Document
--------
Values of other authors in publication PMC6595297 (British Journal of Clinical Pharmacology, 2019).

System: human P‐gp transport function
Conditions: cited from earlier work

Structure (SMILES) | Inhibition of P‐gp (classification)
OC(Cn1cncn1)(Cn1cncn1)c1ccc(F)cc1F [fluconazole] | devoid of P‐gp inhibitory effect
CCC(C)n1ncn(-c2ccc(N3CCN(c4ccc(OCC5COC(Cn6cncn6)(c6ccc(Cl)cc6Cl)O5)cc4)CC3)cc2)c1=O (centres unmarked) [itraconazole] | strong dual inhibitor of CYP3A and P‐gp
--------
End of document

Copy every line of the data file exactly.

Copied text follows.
Values of other authors in publication PMC6595297 (British Journal of Clinical Pharmacology, 2019).

System: human P‐gp transport function
Conditions: cited from earlier work

Structure (SMILES) | Inhibition of P‐gp (classification)
OC(Cn1cncn1)(Cn1cncn1)c1ccc(F)cc1F [fluconazole] | devoid of P‐gp inhibitory effect
CCC(C)n1ncn(-c2ccc(N3CCN(c4ccc(OCC5COC(Cn6cncn6)(c6ccc(Cl)cc6Cl)O5)cc4)CC3)cc2)c1=O (centres unmarked) [itraconazole] | strong dual inhibitor of CYP3A and P‐gp